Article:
Concern over the Zika virus has only increased after Bangladesh and South Korea confirmed their first cases.
Bangladesh Institute of Epidemiology, Disease Control and Research said that the Zika virus had been found in a 67-year old man who had never traveled outside of the country.
“The virus was found in the man as we tested old blood samples of nearly 1,000 people afflicted with fever in 2014 and 2015,” said the institute’s director.
The South Korean Center for Disease Control confirmed they had found the virus in a 43-year old man who had visited Brazil.
Large parts of South America have been hit the hardest by the Zika virus, with Brazil being effected the most. The US Center for Disease Control and Prevention issued a travel warning when it was discovered the virus had spread to Cuba. Cuban health officials confirmed infections in 5 people and reported more than 100 others are exhibiting symptoms.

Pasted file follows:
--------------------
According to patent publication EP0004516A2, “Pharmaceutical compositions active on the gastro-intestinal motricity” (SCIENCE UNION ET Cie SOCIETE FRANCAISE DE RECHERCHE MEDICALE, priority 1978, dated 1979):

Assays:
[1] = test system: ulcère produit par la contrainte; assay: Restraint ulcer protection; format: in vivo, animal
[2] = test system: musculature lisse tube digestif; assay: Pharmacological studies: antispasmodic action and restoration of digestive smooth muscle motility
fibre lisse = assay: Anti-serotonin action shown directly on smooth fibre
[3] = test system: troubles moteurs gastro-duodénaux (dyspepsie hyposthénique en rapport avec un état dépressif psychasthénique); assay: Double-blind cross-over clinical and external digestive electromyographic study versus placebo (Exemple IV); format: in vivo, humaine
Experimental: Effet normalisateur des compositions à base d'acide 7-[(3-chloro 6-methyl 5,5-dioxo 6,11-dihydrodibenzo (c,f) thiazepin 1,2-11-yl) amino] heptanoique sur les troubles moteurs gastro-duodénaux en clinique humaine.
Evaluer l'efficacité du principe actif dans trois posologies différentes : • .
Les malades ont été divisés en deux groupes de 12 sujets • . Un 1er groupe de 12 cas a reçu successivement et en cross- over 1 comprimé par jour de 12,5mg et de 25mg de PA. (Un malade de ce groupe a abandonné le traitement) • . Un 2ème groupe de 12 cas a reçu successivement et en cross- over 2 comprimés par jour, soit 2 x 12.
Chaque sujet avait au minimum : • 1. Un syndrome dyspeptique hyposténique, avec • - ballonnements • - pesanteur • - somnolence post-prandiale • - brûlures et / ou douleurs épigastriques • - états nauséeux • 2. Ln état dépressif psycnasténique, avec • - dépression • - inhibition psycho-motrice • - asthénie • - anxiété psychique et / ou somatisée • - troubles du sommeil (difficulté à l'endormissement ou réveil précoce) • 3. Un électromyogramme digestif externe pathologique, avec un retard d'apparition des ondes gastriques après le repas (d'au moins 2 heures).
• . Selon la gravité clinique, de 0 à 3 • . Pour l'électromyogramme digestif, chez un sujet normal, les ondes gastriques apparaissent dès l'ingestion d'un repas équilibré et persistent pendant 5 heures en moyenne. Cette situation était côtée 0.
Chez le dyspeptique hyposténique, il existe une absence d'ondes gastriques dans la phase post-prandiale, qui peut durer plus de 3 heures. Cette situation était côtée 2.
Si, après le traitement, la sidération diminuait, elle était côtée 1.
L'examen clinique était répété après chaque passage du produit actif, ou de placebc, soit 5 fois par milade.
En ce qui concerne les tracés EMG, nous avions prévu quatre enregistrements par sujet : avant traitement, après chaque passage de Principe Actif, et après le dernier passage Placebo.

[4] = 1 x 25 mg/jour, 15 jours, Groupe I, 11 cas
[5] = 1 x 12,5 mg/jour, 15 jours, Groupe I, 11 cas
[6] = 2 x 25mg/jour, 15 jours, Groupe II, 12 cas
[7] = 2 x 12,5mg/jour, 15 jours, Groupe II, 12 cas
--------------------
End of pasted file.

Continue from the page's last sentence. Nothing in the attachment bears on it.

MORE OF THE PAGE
Pregnant women in particular are urged to avoid countries impacted by the virus. The CDC has stated that as many as 80 percent of those infected will never exhibit any symptoms, but it has been connected to a number of birth defects and neurological disorders in newborns. It is strongly suspected, though not confirmed, to be a cause of microcephaly, a condition which causes babies to be born with undersized heads.
The CDC and the World Health Organization have predicted the virus will continue to spread. Travelers can protect themselves while in afflicted countries by using condoms during sexual intercourse, as the Zika virus can be transmitted through sex, using mosquito repellent, and either closing all windows or using a mosquito net while sleeping.